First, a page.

Smith, Andrew James
User perceptions in workplace productivity and strategic FM delivery.
Official URL: http://dx.doi.org/10.1108/02632770810864989
Purpose – The purpose of this paper is to explore the importance of user perceptions within an
organisational context, and more specifically, how user perceptions are evidenced and positively
applied within facilities management (FM).
Design/methodology/approach – A conceptual approach is adopted suggesting that user
perceptions should be viewed as a holistic process within FM. Via comprehensive literature reviews
the paper determines the importance of user perceptions, first, in the context of the user achieving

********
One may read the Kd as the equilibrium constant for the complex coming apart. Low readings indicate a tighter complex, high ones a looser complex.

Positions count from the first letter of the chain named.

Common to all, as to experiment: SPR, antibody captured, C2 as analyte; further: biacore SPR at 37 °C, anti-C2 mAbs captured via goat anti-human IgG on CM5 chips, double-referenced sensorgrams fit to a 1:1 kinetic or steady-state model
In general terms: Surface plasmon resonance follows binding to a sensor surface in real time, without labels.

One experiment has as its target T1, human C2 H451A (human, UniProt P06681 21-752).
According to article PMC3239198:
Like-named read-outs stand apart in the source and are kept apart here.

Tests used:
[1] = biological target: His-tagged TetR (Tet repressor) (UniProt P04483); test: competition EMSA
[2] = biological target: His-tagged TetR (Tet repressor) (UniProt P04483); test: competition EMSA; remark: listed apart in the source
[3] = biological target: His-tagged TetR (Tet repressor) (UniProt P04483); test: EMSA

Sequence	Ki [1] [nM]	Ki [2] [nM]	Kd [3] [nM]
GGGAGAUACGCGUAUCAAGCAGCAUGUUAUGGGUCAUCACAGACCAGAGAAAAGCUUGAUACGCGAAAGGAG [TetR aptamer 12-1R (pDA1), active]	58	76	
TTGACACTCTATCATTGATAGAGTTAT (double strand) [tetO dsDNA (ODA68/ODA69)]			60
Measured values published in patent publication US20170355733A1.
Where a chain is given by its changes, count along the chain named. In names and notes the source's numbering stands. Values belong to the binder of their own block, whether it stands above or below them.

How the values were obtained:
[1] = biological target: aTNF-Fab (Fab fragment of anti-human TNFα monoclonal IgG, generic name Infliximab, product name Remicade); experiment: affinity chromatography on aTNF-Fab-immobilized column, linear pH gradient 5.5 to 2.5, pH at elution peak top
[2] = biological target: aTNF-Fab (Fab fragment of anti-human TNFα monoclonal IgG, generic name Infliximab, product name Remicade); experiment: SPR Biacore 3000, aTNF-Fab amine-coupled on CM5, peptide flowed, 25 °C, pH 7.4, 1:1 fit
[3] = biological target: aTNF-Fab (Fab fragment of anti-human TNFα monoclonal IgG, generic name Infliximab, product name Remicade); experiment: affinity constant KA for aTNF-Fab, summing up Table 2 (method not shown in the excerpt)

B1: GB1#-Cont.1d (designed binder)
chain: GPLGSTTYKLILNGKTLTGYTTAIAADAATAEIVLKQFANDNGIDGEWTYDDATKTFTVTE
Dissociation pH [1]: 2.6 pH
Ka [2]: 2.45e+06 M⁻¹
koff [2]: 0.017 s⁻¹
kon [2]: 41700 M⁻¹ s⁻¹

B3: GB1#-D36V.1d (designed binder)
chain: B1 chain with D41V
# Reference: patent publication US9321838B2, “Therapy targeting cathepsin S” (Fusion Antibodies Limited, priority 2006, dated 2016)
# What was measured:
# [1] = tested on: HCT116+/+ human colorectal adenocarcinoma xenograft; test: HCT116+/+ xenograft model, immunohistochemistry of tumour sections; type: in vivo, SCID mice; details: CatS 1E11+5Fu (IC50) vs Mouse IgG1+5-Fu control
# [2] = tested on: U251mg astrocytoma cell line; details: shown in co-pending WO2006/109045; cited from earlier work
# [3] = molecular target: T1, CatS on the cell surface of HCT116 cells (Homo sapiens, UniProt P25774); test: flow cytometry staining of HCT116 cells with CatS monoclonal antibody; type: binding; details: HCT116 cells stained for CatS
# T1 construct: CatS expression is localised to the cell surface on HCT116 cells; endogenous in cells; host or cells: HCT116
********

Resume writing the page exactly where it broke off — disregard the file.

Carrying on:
productivity in the workplace as their input and functionalities within the physical environment can
inevitably enhance their later experience, and second, in the context of the user later achieving
customer satisfaction via strategic FM delivery.
Findings – Argues that user perceptions in FM can be analysed through a two-fold approach: user
perception through their input and functionalities in the workplace, and their consequent application
of workplace productivity; and user perception through strategic FM delivery and the achievement of
customer satisfaction. Identifies an intrinsic linkage between the two and how they are integral to the
overall strategic FM process.
Originality/value – Strategic FM delivery is now essential for business survival, where the impetus
on ensuring high customer satisfaction coupled with high workplace productivity is illustrated via the
“logical customer performance ladder” (LCPL). This paper provides an intriguing insight into how
both of these crucial factors can be strategically implemented into FM.
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